In Aberdeen’s residential west end, there are hundreds of commodious, well-tended gardens set amid streets and avenues of solid, no-nonsense granite dwellings. At the foot of one such garden, a modern building, unobtrusive and fairly non-descript, conceals one of the city’s best kept secrets with a master craftsman at work inside. Voice’s David Innes spent an hour or two in his company then went home, intent on sawing up his Mexican-made Fender Telecaster.
“A hobby,” he declares, “A bit of extra-mural activity but I hope to sell what I build. Whether or not it becomes a business I’ll wait and see”.
Interspersing our conversation about Guyatones, Futuramas, Les Paul Juniors, Fit Like New York? Ian being the first Stratocaster owner in Aberdeen and mutual musical acquaintances and influences, he talked with energetic enthusiasm about his labour of love, which has developed from an instrument maintenance venture to the creation of high-specification, superbly-finished electric instruments.
For technically-minded muso readers, Ian creates two basic instruments, based on the Fender Stratocaster and its older sister, the Telecaster. One can’t argue. When Leo Fender first unleashed the solid slab of the Esquire, later to morph into the Telecaster with the addition of a neck pick-up, on an unsuspecting post-war world, most musicians agree that he achieved the extreme rarity of getting it spot on first time. Many have tried to improve on Leo’s original design, but really they’ve only been tinkering with near perfection.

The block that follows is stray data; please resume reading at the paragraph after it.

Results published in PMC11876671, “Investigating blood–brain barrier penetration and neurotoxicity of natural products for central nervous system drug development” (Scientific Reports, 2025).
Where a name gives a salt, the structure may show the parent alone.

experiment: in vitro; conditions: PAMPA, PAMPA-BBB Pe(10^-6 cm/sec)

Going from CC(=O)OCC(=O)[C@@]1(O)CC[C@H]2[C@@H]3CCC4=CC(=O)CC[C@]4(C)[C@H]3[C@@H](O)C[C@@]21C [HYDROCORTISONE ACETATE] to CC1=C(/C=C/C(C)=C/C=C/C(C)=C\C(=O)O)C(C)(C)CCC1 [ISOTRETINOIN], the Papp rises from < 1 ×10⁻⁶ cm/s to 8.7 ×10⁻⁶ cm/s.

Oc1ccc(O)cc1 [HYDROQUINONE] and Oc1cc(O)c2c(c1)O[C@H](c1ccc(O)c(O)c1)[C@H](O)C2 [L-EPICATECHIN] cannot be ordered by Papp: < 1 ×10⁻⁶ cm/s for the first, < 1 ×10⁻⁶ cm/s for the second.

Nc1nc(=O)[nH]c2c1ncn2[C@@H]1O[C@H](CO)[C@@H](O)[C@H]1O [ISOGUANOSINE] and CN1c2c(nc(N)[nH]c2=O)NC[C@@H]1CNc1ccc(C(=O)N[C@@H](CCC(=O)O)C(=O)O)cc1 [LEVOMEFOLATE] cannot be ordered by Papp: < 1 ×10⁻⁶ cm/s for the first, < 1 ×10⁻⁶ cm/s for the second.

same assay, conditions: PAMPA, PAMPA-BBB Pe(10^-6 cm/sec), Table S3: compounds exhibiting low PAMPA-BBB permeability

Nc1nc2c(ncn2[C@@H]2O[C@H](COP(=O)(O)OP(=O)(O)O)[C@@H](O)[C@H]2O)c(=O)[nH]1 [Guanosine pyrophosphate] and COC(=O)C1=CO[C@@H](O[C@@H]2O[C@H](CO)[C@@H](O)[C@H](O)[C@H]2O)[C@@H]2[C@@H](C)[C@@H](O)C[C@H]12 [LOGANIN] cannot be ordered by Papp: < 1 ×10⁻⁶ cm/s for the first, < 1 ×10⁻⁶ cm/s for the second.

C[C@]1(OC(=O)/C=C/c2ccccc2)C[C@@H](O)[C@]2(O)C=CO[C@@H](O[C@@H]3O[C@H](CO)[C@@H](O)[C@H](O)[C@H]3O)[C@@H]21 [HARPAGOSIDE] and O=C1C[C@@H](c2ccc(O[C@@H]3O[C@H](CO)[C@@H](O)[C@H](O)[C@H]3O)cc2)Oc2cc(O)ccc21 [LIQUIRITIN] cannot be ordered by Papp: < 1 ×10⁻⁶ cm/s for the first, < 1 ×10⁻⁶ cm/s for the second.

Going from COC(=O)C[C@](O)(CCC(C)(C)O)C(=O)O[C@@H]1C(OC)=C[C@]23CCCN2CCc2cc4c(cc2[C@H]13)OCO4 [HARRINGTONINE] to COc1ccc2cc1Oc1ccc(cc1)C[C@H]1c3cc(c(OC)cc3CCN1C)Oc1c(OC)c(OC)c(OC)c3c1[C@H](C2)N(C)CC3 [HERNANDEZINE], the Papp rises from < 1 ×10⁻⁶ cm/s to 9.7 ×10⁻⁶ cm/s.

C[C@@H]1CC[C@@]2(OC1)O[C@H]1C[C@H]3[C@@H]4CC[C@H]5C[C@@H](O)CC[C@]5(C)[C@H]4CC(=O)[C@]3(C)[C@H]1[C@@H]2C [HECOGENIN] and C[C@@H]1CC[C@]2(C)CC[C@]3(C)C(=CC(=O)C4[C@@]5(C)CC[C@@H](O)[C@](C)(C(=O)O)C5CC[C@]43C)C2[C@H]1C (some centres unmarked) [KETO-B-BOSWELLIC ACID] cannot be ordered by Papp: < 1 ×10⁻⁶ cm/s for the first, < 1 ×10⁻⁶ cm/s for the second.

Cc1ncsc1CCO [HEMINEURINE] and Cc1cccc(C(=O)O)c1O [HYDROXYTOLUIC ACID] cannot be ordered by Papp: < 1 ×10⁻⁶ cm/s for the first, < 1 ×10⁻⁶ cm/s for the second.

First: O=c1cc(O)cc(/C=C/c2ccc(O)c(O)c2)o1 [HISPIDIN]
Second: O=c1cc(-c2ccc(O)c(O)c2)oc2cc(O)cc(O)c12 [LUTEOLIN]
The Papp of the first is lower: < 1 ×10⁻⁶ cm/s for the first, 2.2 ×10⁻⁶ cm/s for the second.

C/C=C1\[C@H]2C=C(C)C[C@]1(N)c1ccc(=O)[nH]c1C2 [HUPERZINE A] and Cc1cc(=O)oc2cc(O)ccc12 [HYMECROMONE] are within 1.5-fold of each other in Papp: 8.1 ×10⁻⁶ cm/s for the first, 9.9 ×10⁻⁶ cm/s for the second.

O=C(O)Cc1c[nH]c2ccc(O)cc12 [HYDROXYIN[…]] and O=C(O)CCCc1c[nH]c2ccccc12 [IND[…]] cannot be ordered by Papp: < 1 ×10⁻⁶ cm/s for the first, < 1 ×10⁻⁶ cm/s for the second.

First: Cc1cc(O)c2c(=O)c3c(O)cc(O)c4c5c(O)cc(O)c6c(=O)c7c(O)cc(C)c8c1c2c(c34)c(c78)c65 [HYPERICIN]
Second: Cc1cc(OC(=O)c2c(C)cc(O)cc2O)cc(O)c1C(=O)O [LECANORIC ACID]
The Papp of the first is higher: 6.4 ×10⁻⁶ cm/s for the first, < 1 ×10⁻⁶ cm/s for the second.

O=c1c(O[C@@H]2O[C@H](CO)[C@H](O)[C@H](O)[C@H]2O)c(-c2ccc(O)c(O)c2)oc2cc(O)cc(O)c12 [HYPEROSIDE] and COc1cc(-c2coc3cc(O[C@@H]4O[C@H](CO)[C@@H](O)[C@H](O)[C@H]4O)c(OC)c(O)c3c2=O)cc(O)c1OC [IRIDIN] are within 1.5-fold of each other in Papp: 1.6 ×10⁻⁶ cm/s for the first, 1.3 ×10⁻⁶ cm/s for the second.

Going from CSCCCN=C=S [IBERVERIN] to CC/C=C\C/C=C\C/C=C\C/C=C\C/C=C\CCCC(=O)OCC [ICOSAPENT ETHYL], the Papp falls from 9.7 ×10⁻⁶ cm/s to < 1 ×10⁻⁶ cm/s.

Admitting that modern CNC technology makes hand-crafting guitar necks and bodies too labour-intensive on a small scale, Ian imports top-end finished Strat and Tele bodies and necks from across the Atlantic.
He then matches them to user’s requirements for pick-up choice – single coils or humbuckers – and configuration. This influences how the guitar will look, sound and perform in finished form under the lights and behind the monitors.
Taylor guitars are fitted with the best electrics available too, all hand-assembled by this craftsman’s hands. He also fits the frets and other hardware, and in a fully-equipped and environmentally-friendly spray booth – only water-based lacquer is used – he applies billiard ball-smooth finishes which are outstanding to look at and will have any appreciative musician desperate to plug in, turn up and rock out.
Right now, I reckon that this friendly, knowledgeable and interesting Aberdonian has the best job in the city.